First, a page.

Cynicism is easy. When I first saw the Broken Sidewalk coverage of proposed changes at 1904–1908 Bardstown Road, my reaction was negative, definitely not hopeful. Cynical. I posted on Facebook that the case was “a good example of our broken Land Development Code” without giving the review process a chance to work.
The property owner, Mr. Kevin Oetken of Nance Realty, apparently not realizing that the modifications he undertook without approval were subject to the BROD’s guidelines, began renovations on this property in April. Metro Planning & Design was made aware of the work on April 22, and immediately visited the site to review the work already undertaken and issue a Notice of Violation and Stop Work Order. The structure’s tile roof and wood framed storefront system had already been removed before Oetken was made aware that the work was non-compliant.
The Metro Planning & Design staff helped Mr. Oetken complete an application for an Overlay Permit, completed and submitted April 25. According to the application, the tile roof had been in bad condition, had been painted over the years, and likely wasn’t even the original tile. A roof inspection report, including descriptions of bad flashing and coping, was provided with the application.
Mr. Oetken requested approval of a new storefront system—already installed by the time of the application—and replacement roofing. A staff report was prepared and the case scheduled to go before the BROD on May 24. Planning & Design staff David Marchal and Burcum Keeton prepared the report: a clear and concise statement of the events leading to the changes, a comparison of the existing conditions to the proposed modifications, and how the changes measured up against the requirements of the BROD guidelines.
The proposed replacement for the tile was a pre-finished steel standing seam roofing material. The staff report to the BROD committee is matter-of-fact, concluding: “The structure’s terra cotta tile mansard roof is a character defining element. By replacing the tiles with a standing seam metal roof, this distinctive feature will be lost and the historic character of the property will be diminished.”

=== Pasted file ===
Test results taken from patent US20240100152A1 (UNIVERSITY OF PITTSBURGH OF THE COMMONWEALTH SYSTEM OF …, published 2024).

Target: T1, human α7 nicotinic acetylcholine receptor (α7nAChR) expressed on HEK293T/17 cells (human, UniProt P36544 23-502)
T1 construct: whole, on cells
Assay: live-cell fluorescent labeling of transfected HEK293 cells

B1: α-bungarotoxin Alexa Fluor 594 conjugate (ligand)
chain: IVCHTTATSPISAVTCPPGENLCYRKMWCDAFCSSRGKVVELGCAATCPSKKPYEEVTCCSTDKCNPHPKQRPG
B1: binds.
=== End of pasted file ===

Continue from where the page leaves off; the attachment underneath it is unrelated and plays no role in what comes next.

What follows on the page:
“Staff concludes that the removal and replacement of the tiles was unwarranted,” the report reads. “A standing seam metal roof as proposed is an inappropriate replacement material.”
Regarding the storefront: “The conditions of the wood storefront system were… undocumented prior to removal; Staff recommends that a new wood storefront system be installed instead of the proposed dark bronze anodized thermally broken aluminum storefront system in order to maintain the historic integrity of the building.”
The report clearly was holding a strong line in defense of the existing character of the building, a position which protects the integrity of structures all along the Bardstown Road / Baxter Avenue corridor from inappropriate changes.
The work of the BROD committee, though, is where the principled statements from staff review meet the reality of the owner’s needs and committee members’ discretion regarding what will be an acceptable middle ground. Reading the final report one can glean how diplomatically and conscientiously the committee worked to arrive at a decision which would be both acceptable to the owner and consistent with the goals of the BROD guidelines. According to the final report:
The Committee discussed the significance of the tile roof and the value that the building added to the fabric of the Bardstown Road Corridor. The Committee discussed the variety of architectural roof products available that could restore the building’s historic integrity. The applicant was amenable to the change in roof materials from metal to one that would replicate the appearance of the tiles previously used.